FERC Order 1000 strikes a balance between state and federal authority, harmonizes coexisting interests with respect to the right of first refusal and fills a vacuum of legal authority, Commissioner Marc Spitzer said at a conference Sept. 12.
Addressing an audience of investors, developers, consultants and lawyers at the Platts Transmission Planning & Development Forum, Spitzer largely extolled the virtues of the order, which the Federal Energy Regulatory Commission issued at the end of July.
The order requires regional and interregional coordination with respect to building and allocating costs for transmission lines, and mandates that regions consider public policies while developing their transmission plans.
“We’re not mandating which public policies,” Spitzer said, nor is FERC mandating that regions adopt a public policy. “We are balancing the need for regional diversity with the need for a uniform federal standard,” he added.
The commissioner acknowledged that different regions in the US have different views as to renewables and the environmental consequences of transmission, generation and distribution.
Part of FERC’s reasoning for requiring the consideration of public policies, the commissioner said, is legal sustainability. Not mandating results but allowing regions to reach determinations and prescribe cost allocation methodologies on their own is a “very strong basis” for legal sustainability, he argued.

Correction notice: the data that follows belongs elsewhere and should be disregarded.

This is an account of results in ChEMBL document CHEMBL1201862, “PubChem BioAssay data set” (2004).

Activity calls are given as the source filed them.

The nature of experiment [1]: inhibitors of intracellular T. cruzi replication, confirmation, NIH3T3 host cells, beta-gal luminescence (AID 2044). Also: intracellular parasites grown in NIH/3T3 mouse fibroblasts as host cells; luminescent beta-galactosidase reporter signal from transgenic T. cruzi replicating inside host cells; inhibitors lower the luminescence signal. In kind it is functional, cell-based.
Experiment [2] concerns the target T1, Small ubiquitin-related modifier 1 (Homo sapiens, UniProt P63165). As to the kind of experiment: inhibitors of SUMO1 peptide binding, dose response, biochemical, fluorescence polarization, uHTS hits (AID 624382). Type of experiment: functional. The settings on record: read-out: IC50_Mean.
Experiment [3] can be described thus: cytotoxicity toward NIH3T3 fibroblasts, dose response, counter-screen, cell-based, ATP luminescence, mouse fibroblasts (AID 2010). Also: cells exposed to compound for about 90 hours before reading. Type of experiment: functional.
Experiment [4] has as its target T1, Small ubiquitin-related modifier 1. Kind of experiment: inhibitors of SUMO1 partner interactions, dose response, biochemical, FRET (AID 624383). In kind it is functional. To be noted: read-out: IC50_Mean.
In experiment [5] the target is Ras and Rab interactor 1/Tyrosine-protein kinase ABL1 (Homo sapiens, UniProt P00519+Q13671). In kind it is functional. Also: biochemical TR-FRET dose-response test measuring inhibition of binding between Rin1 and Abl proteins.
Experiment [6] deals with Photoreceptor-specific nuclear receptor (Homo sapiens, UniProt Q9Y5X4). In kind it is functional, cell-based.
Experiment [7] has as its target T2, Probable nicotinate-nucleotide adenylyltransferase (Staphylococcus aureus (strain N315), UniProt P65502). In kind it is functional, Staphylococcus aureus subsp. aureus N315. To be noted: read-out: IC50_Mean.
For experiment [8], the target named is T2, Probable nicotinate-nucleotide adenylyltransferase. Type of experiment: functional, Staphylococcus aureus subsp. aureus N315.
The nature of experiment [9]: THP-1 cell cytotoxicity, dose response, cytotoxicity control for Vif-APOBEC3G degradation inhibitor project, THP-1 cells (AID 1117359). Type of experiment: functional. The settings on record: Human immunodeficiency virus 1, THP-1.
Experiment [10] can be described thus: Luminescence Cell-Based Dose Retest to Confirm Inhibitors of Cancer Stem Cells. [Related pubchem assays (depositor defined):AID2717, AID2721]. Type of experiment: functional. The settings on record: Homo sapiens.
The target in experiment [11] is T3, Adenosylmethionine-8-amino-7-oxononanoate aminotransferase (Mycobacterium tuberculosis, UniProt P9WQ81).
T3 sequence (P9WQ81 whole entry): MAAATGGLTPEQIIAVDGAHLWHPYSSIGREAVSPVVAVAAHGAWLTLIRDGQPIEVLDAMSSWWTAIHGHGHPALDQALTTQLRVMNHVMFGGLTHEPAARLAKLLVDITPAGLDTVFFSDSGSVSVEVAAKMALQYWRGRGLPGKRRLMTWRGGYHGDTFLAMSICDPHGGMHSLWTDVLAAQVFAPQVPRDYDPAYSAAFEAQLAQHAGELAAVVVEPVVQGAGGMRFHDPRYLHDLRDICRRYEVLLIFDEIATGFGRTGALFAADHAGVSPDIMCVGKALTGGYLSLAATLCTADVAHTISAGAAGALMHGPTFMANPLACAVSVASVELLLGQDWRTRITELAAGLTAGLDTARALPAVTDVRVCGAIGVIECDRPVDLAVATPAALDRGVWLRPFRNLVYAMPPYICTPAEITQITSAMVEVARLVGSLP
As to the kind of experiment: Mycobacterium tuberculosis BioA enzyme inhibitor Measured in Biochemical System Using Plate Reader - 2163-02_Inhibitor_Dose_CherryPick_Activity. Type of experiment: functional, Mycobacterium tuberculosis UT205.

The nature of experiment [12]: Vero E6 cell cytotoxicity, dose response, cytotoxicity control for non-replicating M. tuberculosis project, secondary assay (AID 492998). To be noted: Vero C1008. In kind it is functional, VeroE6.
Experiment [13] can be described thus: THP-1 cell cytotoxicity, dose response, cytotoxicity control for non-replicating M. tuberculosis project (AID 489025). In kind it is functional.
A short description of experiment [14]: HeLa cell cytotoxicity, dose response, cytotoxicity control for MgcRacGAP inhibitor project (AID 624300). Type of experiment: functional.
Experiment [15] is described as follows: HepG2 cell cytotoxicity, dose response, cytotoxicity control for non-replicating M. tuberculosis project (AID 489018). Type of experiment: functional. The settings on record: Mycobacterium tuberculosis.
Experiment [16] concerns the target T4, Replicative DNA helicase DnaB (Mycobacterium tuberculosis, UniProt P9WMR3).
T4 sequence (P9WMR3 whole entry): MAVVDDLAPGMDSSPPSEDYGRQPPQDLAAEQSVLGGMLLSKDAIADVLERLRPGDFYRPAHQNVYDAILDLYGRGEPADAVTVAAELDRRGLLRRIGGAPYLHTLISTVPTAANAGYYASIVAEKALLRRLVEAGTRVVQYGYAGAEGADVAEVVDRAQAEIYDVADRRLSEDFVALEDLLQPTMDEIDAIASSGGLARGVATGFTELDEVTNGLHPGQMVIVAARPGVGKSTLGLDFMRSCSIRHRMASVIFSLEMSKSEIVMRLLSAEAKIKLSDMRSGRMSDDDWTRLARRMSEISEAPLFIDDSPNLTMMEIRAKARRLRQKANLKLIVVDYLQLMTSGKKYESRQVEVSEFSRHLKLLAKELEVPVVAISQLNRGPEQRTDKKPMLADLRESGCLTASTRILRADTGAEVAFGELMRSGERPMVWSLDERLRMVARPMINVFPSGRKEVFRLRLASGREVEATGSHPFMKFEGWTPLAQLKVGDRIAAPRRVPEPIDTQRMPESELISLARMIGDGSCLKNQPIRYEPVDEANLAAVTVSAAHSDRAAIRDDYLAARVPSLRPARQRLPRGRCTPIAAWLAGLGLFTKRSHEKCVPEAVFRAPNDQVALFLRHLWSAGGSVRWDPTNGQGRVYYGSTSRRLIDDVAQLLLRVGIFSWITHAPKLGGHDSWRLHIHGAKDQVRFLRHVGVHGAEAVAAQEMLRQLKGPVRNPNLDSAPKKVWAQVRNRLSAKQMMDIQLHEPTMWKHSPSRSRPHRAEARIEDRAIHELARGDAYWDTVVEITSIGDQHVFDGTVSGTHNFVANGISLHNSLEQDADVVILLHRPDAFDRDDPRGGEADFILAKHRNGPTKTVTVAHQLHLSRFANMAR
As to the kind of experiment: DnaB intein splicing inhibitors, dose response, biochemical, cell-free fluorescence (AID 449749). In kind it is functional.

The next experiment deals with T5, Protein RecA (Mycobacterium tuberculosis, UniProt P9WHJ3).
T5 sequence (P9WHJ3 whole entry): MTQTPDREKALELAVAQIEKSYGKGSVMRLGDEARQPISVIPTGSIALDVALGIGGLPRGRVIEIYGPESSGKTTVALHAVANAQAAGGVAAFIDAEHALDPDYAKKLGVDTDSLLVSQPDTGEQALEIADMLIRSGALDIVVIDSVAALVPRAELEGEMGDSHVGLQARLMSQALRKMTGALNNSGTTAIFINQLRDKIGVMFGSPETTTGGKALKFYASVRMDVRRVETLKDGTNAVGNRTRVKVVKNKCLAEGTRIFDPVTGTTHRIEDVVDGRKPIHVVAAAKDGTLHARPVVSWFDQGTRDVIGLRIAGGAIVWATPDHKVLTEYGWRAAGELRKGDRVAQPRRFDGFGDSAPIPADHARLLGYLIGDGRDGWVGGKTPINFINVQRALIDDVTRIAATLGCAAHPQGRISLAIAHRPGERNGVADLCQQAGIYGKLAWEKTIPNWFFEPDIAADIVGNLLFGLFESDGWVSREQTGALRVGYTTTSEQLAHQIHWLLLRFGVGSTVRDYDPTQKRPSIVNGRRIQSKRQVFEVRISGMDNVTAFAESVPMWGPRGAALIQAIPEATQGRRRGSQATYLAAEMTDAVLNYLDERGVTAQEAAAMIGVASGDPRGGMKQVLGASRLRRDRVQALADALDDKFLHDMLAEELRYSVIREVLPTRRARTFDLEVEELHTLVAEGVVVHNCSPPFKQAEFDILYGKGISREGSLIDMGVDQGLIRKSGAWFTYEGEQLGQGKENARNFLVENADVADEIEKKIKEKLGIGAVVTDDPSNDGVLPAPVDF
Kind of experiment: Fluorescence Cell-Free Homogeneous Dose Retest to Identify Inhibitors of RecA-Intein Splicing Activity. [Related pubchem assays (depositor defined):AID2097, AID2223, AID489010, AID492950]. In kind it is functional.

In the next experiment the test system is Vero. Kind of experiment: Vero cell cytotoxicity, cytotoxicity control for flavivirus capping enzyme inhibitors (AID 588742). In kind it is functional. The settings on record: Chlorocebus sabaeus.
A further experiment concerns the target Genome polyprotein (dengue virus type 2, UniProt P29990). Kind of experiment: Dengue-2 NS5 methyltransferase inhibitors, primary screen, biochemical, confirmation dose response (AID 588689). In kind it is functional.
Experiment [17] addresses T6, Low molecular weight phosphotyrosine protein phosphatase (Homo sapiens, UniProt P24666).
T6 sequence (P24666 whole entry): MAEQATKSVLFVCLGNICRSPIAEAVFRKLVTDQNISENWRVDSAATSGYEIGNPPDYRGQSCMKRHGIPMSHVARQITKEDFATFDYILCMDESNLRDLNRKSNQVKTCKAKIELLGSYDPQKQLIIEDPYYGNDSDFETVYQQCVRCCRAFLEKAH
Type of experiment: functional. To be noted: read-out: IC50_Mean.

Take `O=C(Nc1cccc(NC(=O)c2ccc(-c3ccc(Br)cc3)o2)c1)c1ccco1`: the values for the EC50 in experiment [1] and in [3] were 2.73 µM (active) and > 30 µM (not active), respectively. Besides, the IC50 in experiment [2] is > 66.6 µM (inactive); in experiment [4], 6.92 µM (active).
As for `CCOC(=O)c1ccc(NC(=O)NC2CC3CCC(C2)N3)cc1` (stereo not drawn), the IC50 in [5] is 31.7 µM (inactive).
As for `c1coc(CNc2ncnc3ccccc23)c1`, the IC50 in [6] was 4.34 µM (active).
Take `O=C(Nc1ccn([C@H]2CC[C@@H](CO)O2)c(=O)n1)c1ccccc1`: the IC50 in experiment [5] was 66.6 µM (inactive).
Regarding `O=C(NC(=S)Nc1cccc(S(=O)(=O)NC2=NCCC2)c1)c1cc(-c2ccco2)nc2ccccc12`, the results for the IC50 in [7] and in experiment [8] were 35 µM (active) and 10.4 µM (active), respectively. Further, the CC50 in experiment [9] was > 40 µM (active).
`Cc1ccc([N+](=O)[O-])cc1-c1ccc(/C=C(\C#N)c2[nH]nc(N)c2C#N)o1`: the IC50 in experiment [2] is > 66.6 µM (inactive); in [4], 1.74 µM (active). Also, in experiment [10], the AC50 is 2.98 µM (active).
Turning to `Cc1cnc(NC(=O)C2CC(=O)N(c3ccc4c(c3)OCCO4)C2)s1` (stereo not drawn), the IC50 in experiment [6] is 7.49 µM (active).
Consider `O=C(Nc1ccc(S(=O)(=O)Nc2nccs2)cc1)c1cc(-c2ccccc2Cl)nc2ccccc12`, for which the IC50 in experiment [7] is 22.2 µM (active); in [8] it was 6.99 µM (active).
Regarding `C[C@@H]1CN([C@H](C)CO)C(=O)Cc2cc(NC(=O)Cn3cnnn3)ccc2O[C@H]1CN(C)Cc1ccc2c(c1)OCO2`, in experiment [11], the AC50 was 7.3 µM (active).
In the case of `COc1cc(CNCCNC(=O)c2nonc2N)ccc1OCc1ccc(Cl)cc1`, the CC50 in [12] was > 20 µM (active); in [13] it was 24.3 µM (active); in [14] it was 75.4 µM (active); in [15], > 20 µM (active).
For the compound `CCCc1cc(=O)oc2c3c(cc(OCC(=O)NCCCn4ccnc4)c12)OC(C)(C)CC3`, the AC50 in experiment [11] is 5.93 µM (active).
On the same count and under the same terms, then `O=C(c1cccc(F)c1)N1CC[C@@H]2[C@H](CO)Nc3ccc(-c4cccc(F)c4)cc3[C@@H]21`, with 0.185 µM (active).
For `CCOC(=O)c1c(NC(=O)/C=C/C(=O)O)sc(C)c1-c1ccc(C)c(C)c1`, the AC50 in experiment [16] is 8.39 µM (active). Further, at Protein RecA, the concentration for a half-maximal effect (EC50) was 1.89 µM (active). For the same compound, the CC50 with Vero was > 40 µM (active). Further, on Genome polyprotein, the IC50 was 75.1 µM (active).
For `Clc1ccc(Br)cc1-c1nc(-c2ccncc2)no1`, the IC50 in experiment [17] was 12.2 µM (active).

“There’s going to be mud and blood and beer spilled in those cost allocation meetings, but the regions are the places to have those very strong, very contentious discussions, as opposed to a one-size-fits-all at FERC. That’s not acceptable, nor is the status quo,” Spitzer said.
The consideration of public policies may also enable renewable projects to be brought to the table, Spitzer claimed.
The commissioner also addressed concerns that FERC, in issuing the order, is interfering with the authority of Congress. Given that legislation proposed by Sens. Harry Reid (D-Nev.), Jeff Bingaman (D-N.M.) and Bob Corker (R-Tenn.) has stalled, Spitzer said, FERC has provided a legal framework in which to operate.
“FERC has gone down the middle of the fairway. There was a vacuum, there was an absence of legal authority in the area,” the commissioner said.
Spitzer noted that the authority the FERC order does exhibit lies in the decision of the Seventh Circuit Court of Appeals, which provides that, in terms of cost allocation, benefits must be roughly commensurate with burdens imposed by the cost allocation methodology.
“We’ve incorporated as much as we can existing law, built upon that process by which public policy is to be considered and cost allocation plans are to be created, and we think we’ve not only filled the legal vacuum that exists in a way that respects local and state interests but hasn’t offended either interest here,” he said.
The order also establishes that incumbent transmission builders’ rights of first refusal are inherently anticompetitive, and omits the ROFR from the federal tariff. He noted that the ROFR remains in place if cost allocation is not sought, however .